Thursday, August 26, 2010

"100 Faces, No. 13"

4 x 4"
oil on masonite
sold

It is not my intent to paint 100 faces the same way - I look at it as exercise - to approach each one differently, in other words, switch around the steps from beginning to end and see what happens. And I like surprises. That's how I learn. The main constant is that I don't sketch any out before I go at it. I think that builds confidence.

Now with this guy, I used the background aqua to define the shape of the head first. Starting on one end and moving around to the other end. Surprisingly, it worked on the first try. What I was left with was a black, the ground color, as a silhouette of the head, then just filled it in. Very cool process.

Meanwhile, I'm working on another painting for the Charleston Art Auction in November, and these studies have really given me some helpful tips with what I'm doing. Yay. I love that.


10 comments:

Page Railsback said...

fantastic, such style

Sally Veach said...

I love your faces. They have so much character! Where do you get your subjects?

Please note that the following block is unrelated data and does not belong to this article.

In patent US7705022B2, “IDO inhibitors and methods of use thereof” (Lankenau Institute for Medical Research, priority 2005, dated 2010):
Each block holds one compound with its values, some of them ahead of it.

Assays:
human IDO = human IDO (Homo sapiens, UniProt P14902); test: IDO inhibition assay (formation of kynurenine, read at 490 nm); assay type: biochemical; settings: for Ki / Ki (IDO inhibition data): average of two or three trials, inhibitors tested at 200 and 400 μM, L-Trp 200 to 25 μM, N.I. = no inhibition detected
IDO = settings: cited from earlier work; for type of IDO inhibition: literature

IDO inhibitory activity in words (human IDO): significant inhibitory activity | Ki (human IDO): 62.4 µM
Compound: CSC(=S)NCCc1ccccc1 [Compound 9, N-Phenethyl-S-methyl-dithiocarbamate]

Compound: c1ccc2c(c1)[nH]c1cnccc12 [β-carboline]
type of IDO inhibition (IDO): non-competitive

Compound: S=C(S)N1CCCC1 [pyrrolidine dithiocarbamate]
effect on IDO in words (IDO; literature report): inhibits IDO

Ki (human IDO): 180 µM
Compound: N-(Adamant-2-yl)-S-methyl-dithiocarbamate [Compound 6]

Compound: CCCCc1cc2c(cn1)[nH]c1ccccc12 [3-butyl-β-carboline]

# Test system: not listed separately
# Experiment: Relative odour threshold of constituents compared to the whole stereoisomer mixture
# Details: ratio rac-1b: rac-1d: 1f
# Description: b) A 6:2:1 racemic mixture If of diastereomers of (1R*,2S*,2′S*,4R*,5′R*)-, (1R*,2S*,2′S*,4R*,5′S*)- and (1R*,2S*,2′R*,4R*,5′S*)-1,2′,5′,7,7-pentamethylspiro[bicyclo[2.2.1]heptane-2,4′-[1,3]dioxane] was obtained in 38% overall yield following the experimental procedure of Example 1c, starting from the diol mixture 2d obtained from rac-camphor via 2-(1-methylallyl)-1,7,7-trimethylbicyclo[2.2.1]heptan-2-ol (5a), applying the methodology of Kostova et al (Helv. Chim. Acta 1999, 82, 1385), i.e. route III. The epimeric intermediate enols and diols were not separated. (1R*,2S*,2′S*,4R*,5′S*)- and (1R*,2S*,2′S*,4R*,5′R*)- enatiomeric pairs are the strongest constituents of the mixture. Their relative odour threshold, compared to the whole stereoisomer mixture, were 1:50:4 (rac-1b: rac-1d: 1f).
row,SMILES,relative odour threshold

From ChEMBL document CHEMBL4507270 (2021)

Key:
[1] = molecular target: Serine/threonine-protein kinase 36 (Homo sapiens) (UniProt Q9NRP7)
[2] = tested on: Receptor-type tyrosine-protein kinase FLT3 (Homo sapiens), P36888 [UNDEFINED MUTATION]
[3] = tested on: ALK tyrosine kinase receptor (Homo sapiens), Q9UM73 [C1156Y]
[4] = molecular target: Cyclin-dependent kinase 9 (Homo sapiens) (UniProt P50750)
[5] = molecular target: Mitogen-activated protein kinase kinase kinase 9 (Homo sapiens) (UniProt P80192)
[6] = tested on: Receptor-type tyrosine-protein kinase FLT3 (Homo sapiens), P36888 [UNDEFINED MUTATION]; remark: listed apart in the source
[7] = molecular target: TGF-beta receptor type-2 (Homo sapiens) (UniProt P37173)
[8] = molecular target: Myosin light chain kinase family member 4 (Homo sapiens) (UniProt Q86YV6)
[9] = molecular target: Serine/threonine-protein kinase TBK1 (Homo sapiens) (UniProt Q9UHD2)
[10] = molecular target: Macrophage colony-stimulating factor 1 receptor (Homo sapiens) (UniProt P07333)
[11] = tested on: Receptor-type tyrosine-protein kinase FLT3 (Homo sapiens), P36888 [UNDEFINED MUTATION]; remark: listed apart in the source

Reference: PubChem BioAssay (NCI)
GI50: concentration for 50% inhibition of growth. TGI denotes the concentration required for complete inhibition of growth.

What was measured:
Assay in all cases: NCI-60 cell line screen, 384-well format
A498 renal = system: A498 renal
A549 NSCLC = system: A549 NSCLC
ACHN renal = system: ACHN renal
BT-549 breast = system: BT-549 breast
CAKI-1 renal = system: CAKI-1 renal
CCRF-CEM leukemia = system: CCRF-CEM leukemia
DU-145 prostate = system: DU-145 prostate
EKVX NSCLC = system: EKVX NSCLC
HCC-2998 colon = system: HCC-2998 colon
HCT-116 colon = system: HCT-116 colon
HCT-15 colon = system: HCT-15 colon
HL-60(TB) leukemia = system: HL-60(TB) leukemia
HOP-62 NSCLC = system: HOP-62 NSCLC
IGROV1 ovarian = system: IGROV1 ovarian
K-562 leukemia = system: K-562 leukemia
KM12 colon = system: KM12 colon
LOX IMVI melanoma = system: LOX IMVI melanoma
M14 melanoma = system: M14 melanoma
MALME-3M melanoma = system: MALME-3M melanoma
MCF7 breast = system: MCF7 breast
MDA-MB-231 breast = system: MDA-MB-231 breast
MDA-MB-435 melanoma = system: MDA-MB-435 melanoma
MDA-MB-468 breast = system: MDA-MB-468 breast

Irina said...

I love to see "Sold" mark near the paintings of good artists. It is some kind of solidarity. And belief in world's justice. I wait for your next posts, looks like reading of good book.

Randall Cogburn said...

Nice profile Karin. Do you have a favorite background color?

~Kirby

RHCarpenter said...

I don't normally comment on your blog, Karen, but just had to say how much I'm enjoying your portraits...and loved that cow and the title :)

Lisa Daria said...

Love it, thanks for sharing the process on this one too -

liz wiltzen said...

Awesome Karin!

Portrait Painting By Johanna Spinks said...

I too am enjoying seeing your portrait challenge and your thoughts behind it. Great work.

Sharon Alama Art said...

So very interesting....as always!
Any chance we can see a shot of a portrait during the process ...just to see how it progresses??
You go, girl!

Karen Werner said...

I love the background color, and the silhouette shape created by profile is interesting and refreshing. Thanks for sharing your process.